Clap your hands if you’ve heard this one before:

“Muscles don’t know weight, only tension.”

It’s an old bodybuilding saw that’s been around for decades, and it’s shorthand for the theory that the key driver of muscle growth is how long your muscles are working (contracting) during your workouts. 

For example, if you do one set of 8 reps and each rep takes about 5 seconds, your time under tension for that set is 40 seconds (8 x 5). If you do three sets of the exercise, your total time under tension is 120 seconds (40 x 3).

According to proponents of this idea, the more time under tension you rack up over days, weeks, months, and years of training, the more muscle you’ll gain more or less regardless of any other training variable (intensity, frequency, volume, etc.).

Is this true, though? Is time under tension really the biggest lever you can pull to build muscle?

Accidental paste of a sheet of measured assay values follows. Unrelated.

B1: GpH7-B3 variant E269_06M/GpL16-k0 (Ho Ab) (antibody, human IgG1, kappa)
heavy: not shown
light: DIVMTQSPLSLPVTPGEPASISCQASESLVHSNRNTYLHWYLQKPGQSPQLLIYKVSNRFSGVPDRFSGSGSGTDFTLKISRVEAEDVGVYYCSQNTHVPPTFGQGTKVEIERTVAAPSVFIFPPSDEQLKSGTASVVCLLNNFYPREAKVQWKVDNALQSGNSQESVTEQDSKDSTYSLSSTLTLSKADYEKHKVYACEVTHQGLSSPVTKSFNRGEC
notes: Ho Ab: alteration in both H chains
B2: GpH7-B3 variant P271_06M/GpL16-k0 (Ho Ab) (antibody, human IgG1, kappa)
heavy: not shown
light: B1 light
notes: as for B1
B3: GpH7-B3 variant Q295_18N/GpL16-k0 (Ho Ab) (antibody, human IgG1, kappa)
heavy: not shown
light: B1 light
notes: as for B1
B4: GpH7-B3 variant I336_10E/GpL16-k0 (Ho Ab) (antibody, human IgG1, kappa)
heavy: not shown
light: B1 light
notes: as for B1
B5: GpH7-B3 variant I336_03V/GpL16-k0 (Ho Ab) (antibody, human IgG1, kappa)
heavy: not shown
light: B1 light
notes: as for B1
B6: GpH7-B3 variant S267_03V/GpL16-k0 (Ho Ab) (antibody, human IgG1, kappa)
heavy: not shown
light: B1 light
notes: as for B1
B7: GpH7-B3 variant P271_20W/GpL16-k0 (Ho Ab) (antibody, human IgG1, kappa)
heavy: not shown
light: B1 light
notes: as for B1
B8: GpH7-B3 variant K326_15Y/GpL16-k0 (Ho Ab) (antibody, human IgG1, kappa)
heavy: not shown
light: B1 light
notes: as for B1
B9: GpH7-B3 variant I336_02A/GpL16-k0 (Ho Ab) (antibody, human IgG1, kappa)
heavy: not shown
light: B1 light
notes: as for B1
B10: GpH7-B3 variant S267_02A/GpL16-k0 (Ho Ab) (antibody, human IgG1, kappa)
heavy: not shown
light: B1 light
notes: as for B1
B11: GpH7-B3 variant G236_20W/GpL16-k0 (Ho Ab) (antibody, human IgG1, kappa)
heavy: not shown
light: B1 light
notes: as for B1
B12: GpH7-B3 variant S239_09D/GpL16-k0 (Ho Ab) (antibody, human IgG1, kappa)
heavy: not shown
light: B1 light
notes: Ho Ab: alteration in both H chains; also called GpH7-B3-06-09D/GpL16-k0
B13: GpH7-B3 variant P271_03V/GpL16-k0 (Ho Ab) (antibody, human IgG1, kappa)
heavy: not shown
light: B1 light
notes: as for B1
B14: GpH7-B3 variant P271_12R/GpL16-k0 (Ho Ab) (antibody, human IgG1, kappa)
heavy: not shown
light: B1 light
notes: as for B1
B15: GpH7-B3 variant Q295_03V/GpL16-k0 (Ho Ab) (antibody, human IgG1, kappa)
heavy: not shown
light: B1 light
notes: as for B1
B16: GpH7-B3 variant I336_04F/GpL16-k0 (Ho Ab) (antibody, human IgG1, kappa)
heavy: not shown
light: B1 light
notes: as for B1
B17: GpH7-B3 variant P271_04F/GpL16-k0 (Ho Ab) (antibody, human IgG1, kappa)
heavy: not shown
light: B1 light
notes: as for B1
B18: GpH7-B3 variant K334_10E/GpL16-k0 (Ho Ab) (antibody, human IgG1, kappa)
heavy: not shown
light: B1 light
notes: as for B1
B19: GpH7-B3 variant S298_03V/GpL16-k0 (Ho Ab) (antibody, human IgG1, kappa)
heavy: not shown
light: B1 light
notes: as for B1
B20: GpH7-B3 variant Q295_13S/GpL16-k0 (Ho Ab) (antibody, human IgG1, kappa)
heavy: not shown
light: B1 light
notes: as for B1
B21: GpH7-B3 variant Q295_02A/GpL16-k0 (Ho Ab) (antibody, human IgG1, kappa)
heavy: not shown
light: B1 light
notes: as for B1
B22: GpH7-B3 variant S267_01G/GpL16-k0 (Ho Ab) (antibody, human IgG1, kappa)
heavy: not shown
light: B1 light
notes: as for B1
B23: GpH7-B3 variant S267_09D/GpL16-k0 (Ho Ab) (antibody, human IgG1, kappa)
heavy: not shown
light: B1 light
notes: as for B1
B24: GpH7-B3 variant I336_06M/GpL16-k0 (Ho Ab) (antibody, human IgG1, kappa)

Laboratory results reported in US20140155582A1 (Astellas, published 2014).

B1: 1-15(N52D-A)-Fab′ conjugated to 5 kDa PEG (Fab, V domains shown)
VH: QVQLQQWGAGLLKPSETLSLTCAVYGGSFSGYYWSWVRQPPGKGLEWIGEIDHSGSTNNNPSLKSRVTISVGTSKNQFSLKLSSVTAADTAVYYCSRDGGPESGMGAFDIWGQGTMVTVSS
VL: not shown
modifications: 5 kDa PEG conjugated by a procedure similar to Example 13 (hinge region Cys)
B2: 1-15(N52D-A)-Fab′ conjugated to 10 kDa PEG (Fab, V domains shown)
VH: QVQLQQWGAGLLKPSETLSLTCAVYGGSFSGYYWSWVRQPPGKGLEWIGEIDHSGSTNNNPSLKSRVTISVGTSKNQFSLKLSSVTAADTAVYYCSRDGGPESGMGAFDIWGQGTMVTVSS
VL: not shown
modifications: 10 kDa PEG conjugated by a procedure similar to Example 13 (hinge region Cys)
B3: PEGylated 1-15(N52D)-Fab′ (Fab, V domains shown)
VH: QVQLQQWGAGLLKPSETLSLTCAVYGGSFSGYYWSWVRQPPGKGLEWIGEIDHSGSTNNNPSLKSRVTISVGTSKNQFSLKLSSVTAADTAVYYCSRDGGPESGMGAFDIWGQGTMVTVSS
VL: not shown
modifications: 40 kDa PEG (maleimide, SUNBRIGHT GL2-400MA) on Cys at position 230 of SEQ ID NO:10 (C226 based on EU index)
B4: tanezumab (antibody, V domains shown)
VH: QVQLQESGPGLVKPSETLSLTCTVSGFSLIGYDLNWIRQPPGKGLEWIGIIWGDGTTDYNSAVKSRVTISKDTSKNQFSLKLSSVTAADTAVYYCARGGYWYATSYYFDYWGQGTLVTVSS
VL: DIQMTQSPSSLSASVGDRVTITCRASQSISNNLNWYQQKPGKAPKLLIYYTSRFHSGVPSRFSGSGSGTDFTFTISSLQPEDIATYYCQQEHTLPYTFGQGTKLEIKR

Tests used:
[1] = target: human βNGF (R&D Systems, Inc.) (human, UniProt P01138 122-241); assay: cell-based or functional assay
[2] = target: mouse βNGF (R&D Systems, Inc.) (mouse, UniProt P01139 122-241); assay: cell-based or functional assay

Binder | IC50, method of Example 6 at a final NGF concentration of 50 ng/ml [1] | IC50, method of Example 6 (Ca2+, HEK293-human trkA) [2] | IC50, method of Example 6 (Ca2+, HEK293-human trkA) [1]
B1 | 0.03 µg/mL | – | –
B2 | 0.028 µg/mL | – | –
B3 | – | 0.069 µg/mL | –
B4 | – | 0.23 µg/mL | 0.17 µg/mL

Not really.

You see, time under tension is an important element of the training stimulus that produces muscle growth, but it’s best to think of it as a byproduct of proper training rather than a target in its own right.

Let’s find out why.

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Time Stamps:

3:16 – What does time under tension mean? 

7:52 – What do studies say about time under tension? 

13:28 – How should I program time under tension? 

What did you think of this episode? Have anything else to share? Let me know in the comments below!


+ Scientific References